Is Body Fat The Best Measure of Health?


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Most people associate the term ‘body fat’ with obesity, heart disease, and bad cholesterol. Although too much body fat usually leads to various health problems, a certain amount of fat is necessary for proper body functioning. The trick is to find the right balance between the necessary fat and the Buddha belly most of us are trying to tackle.

How Body Fat Is Produced and Used

Every time we eat, our body absorbs the fatty content of the food, and produces its own fat in the form of glycerol and fatty acids. Glycerol is processed by the liver and turned into glucose to be used as energy. Fatty acids provide energy for all tissues, including skeletal and cardiac muscles. Other uses of fat include maintaining good reproductive health in women, maintaining proper body temperature and energy levels, proper cellular functioning, shock absorption and absorption of vitamins A, E, D and K.

What About Excess Fat?

Excess fat is not burned or used as energy, and it is stored by the body. Large amounts of excess fat can lead to obesity, and a host of health problems, including type 2 diabetes, stroke, arthritis, some cancers, and respiratory problems. The best way to maintain good health and avoid excess weight-related illnesses is to know your fat percentage and make sure it is in line with what the scientific community advises. If you're looking to shed some pounds, your fat percentage can be your actual numeric goal instead of a desired weight that may not be the best indicator of good health. There are numerous body fat scales and measuring devices available on the market, and if you’re unsure how to measure it, talk to your doctor or even a personal trainer.

Recommended Body Fat Percentages For Men

On average, men store less fat than women because the female body requires more fat for ovulation and other reproductive processes. An average male needs 2-5% of fat for basic function, 6-13% of fat is required for athletes, and 14-17% is necessary for healthy functioning. Men who have between 18-24% of fat are considered to be of acceptable health, while those with more than 25% are obese. These are clearly estimates, and everyone’s optimal body fat percentage is different and depends on multiple factors, which is why it is best to check with a professional.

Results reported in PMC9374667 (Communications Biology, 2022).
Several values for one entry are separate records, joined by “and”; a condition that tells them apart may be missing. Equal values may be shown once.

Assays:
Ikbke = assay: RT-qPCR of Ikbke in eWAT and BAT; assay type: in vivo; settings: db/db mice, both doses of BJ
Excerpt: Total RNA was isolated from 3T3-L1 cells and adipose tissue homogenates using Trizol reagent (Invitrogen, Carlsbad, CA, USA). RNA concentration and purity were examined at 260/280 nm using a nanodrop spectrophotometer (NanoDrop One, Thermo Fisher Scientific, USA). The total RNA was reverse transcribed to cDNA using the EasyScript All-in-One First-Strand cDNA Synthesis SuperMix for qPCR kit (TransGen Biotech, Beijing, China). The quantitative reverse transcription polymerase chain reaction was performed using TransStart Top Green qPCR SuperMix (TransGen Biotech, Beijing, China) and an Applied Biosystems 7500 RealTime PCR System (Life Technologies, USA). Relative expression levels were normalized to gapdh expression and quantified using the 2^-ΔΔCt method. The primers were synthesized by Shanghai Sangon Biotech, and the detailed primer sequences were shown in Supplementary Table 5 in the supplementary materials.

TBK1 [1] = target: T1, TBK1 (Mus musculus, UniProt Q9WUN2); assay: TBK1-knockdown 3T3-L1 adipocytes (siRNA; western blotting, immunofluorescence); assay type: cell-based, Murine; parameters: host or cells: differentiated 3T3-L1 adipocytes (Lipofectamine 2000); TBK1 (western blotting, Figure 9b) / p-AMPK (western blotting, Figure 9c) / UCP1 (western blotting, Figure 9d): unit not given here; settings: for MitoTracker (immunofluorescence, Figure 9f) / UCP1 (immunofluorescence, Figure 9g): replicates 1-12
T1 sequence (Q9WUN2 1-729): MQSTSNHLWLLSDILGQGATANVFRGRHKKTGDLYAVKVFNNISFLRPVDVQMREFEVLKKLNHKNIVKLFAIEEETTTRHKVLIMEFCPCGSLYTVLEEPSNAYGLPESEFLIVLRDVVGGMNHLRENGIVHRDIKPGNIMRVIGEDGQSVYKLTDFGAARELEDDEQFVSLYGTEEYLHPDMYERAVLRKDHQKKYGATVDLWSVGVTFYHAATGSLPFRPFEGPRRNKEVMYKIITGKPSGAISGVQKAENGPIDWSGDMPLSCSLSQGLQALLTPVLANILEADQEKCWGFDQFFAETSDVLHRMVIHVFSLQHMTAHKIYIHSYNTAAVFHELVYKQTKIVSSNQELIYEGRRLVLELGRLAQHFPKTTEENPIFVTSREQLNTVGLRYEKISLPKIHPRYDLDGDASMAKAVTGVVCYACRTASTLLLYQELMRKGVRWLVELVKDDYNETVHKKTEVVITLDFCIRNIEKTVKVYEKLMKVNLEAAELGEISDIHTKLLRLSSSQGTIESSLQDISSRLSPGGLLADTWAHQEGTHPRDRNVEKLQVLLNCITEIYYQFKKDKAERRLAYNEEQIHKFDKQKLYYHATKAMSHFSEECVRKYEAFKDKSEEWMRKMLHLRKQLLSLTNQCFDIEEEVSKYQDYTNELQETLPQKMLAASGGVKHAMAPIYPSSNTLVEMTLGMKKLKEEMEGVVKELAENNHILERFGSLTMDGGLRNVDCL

Recommended Body Fat Percentages For Women

Everyone knows at least one BBG who's gorgeous and carries her weight beautifully like Ashley Graham. However, looking attractive and being healthy are two different things for women on both ends of the spectrum, including being too slim and being overweight. On average, the scientific community recommends 10-13% of fat for basic function, 14-20% of fat for athletes, and 21-24% for general fitness. Women who store between 25 and 31% of fat are of acceptable health, while those with more than 32% are considered obese.

Reproductive Health in Women

When it comes to reproductive health, research suggests that 12% of fertility problems are due to low fat percentage. On the other hand, those with extra fat trying to slim down before getting pregnant can find themselves unable to conceive because a high level of exercise can interfere with getting pregnant. This is precisely why all women who are unsure whether their body fat percentage is at a healthy level should consult with a health or fitness professional before taking any drastic measures to lose weight or get in shape.

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